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THE LAST MAN IN TOWN.
The last-the last-the last!
It was about the latter end of July last, when the dog- star reigned supreme, that I had assembled at my lodgs
ings the few of my intimates who yet remained in Town, to take their farewell dinner with me,-melancholy me, -condemned to pass the entire summer in London. It was ten o'clock,-we had wheeled the table, with all the apparatus for wine-drinking and fruit-eating, to the open window, and were lolling in summer luxuriance, some on the sofa, some with both feet on empty chairs, listening with composing indolence to the hum of voices and shuffling sound of promenaders in the street below, or reviving in each other's memories (since it was too hot for graver or more useful argument), the by-gone pleasures of the past season,--discussing the pretensions of one beauty, railing at the frowardness of another,—and each occasionally lifting his glass to his lips, the inward motion of which, and the ill-suppressed smile pro
claimed the homage he was doing to some all-perfect favourite of his own.
“ Come,” said I, putting round the last bottle of claret, as I saw my neighbour on the left, reach out his hand for a finishing glass of sherry:
One bumper at parting!-though many
Have circled the board since we met,
Remains to be crowned by us yet. The claret was drunk,- and drunk almost in silence; perhaps my friends were as sorry to leave London, as I was to remain in it by myself; I cannot say ;-however there was, shortly afterwards, a general move. One said he must go, as he was to mount the Shrewsbury at seven the next morning; another must superintend the packing of his new gun; another, of his travelling apparatus ; and the Stanhope of a fourth was waiting at my door, ready packed, to convey its master into the country, in the cool of the night.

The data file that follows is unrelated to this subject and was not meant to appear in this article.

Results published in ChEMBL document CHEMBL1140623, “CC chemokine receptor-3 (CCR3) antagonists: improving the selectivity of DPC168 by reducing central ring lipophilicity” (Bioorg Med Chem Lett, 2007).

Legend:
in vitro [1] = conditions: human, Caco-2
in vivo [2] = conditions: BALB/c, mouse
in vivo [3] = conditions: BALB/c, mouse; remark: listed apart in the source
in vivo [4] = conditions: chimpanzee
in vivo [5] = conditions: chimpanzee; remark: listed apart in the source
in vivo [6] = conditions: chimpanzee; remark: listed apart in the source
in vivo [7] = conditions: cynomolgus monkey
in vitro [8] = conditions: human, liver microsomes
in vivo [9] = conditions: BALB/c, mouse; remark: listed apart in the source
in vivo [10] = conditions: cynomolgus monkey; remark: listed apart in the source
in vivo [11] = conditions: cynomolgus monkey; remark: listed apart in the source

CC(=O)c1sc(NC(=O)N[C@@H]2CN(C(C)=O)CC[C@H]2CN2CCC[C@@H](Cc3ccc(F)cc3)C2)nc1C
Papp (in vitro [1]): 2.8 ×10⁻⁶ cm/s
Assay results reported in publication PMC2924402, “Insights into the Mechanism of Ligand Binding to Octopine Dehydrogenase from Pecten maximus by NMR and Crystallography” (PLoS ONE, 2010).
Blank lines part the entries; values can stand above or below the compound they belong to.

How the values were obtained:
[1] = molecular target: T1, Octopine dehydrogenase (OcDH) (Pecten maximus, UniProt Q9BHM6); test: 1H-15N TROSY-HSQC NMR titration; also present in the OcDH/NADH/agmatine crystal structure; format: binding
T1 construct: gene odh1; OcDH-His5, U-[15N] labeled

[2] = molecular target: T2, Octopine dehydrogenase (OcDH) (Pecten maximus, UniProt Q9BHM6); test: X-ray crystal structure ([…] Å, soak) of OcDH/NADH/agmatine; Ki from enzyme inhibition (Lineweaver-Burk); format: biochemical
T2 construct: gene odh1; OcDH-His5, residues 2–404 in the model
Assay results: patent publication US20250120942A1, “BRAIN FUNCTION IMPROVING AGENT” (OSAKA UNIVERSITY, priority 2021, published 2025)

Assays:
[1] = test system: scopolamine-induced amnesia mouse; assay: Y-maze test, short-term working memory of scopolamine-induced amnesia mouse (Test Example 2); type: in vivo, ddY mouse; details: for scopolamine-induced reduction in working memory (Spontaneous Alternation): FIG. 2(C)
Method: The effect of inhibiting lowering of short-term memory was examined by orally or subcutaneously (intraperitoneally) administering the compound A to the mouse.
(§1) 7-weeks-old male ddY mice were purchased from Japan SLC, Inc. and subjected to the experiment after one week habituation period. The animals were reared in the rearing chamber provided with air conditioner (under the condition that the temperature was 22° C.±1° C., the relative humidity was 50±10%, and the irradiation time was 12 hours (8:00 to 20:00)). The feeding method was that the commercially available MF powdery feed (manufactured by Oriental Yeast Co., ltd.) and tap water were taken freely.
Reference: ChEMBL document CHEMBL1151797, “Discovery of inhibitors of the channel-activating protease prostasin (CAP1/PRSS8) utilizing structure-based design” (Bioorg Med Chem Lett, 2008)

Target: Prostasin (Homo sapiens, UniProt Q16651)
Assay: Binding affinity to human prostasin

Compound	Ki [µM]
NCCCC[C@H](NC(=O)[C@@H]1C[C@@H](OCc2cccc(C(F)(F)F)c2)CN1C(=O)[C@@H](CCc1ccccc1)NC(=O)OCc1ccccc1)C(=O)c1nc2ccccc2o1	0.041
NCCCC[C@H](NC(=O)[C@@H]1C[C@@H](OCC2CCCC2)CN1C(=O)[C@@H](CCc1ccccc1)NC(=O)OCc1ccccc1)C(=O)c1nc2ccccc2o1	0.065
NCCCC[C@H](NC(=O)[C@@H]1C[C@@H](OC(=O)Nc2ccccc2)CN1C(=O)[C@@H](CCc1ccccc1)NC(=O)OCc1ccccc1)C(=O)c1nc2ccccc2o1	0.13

The door closed upon the last, and I found myself alone in my room,- I may say, alone in London. “Ah,” said I, looking at my linen trowsers and speckled stockings, “I shall not want to change you to night.You may go to bed, Thomas (addressing the servant, who was clearing away the things), I shall not want a coach called. My hand mechanically tossed over the countless cards that covered the mantel-piece. They were all old, and coated with dust, and I do not think
had welcomed a new comer to enliven their company for a week past. I kicked my gun-case, which lay under the sofa, violently and passionately, as it put me in mind, that in another fortnight, grouse-shooting would begin, while I should be clerk -scolding and paper-signing in Somerset House.—“ Hang Somerset House!” I exclaimed, “ I would give up half my income for a poor three-months' holiday at this desolate Alexander - Selkirk - season of the year. Who would remain in London, when every soul one knows or cares about, has left it ;—when the dry, thirsty, dusty trees in the squares, mock you with a reminiscence of what they mean to represent! When the green of the park and the gardens is brown ; when even every tradesman that can get away, is gone; and my hair-dresser and his lady, as the shopman told me, are pleasuring at Ramsgate!' Who would be in London, when the Somertons (as the Morning Post of this very day says), are gone to Brighton! Who would be in London, when the Braces begin to morrow, and, oh! what a happy party will be collected in R- House! Who would be in London, I added, in a lowered and melancholy tone of voice, when Louisa is at — ! It will be long before I see her fair face and laughing eyes again; or if I do see her, it may be as the wife of that fox-hunting baronet in her neighbourhood. Ah! those days are gone, when, disdaining the busy throng of quadrillers, we occupied a corner sofa in the refreshment-room, and